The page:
Invisible Ink 

The fate of publicly funded art at the Altria Theater is up in the air.

click to enlarge The artists who created “The Conjuror Revealed” say no one told them their pieces were being relocated, as specified in their contract.

Eric Norbom

The artists who created “The Conjuror Revealed” say no one told them their pieces were being relocated, as specified in their contract.

When the Altria Theater reopened last week, it showcased a $63 million renovation full of grand improvements, beautiful design and new amenities. But two pieces of publicly funded art were nowhere to be seen.

One of them was "The Conjuror Revealed," by Richmond artist Rob Womack and his partner, Catherine Roseberry of Coloratura.

The five, 5-foot-tall panels were installed in an upper-level lobby of what was then the Landmark Theater in late 1995. At the time, Womack enthusiastically described how patrons would react to the wildly colorful and intricately patterned work: "I want them to feel this sense of the magical, that we've pulled off this magic."

He never envisioned a disappearing act. But at the Altria unveiling last week, the space that "Conjuror" occupied for 19 years was retrofitted with a large wet bar.

Don Summers, acting chief projects manager for the city of Richmond, says the piece is in storage on site. "We are looking at a couple of spots to reinstall it," he says.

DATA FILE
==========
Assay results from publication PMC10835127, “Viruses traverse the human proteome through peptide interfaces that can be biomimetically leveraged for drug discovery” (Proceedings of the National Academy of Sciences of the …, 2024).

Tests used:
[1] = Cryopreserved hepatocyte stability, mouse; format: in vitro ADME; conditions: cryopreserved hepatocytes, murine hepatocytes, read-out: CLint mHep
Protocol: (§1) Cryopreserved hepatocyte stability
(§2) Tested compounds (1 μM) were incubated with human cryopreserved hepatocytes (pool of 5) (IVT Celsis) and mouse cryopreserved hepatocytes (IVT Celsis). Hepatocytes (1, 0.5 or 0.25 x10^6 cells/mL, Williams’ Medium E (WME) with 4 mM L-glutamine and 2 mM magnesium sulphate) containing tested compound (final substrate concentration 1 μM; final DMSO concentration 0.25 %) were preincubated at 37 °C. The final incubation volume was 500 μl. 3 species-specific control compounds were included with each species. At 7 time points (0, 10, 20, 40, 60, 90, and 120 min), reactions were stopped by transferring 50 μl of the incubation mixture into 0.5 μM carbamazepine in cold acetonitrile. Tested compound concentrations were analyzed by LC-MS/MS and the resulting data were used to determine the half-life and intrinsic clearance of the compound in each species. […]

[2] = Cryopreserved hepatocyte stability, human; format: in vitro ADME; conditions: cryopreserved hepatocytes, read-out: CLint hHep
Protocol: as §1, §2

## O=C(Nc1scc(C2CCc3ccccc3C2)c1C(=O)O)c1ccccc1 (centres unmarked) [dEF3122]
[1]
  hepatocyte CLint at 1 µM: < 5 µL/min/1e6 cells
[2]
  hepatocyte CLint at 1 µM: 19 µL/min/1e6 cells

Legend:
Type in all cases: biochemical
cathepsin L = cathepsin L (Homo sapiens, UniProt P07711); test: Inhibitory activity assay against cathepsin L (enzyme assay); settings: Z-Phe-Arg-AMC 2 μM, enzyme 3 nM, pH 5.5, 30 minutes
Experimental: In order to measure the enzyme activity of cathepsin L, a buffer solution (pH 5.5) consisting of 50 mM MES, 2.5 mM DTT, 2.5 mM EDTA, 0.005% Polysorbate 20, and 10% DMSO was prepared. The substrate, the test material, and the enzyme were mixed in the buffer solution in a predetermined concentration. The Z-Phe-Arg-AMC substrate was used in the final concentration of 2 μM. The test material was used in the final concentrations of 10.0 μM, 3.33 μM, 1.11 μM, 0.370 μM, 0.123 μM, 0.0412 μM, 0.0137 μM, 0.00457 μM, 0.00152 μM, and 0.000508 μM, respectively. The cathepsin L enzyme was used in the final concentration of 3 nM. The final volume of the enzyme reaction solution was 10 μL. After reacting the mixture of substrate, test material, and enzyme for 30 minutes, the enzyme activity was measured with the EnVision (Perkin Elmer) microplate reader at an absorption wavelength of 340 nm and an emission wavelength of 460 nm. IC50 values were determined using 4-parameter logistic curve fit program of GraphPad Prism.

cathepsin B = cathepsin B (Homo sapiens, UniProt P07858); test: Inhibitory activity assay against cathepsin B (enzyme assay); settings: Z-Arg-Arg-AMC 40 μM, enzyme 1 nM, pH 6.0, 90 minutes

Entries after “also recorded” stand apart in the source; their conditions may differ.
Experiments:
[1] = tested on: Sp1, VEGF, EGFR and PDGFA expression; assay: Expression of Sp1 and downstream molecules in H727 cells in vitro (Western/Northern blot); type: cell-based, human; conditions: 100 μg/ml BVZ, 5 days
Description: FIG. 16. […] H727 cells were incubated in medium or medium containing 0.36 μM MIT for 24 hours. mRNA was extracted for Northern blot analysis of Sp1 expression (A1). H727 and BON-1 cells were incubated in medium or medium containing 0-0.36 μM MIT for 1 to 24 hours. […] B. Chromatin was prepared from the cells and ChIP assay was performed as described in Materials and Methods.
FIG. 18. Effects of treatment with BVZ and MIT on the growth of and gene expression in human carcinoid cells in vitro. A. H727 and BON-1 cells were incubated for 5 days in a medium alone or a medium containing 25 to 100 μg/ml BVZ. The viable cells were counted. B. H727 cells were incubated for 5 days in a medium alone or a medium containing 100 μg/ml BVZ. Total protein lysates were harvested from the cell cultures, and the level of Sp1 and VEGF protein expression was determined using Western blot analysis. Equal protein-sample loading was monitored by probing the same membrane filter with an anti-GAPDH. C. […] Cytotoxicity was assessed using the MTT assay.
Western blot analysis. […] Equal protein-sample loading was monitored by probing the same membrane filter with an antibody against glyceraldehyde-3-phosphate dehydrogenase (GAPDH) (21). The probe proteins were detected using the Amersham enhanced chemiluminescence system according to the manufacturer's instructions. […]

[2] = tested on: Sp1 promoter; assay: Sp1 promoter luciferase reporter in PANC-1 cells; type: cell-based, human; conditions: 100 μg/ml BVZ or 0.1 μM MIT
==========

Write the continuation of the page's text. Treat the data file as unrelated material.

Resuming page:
This was news to artist Roseberry. "We were never told," she says, "although our contract clearly states that, as the artists, we would be contacted and consulted if the piece was ever moved or altered in any way."

"Conjuror" was commissioned for $18,500 through the Percent-for-Art program. Overseen by the city's Public Art Commission, the program is meant to ensure that public art is included in the budgets of new or renovated construction of more than $250,000, according to the city. One percent is earmarked in the capital budget to put toward the art.

Also missing from the Altria's former box offices on Laurel Street was "Grilles," by Richmond artisan David Shea. The 1995 piece, commissioned for $10,000, included six sets of brass grille frames containing images of dancers backed by a milky Plexiglas. They graced the ticket windows, three facing the lobby and three opening onto Laurel Street.

A spokesman for CenterStage, the Altria's managing organization, says that work was long gone before the renovation.

"Grille was actually removed from the facility in the 1990s after it was vandalized," Jay Smith says by email. "When the outside portion was damaged, the entire piece was removed. That was long before CenterStage became involved with the theater."

It isn't clear whether the piece is being stored or was destroyed.

A member of the Public Art Commission, Sarah Driggs, was shocked.

"What? How could that have happened?" she said, citing shifts in administrative oversight of public art installations. "There is no institutional memory, there's a lack of continuity." S

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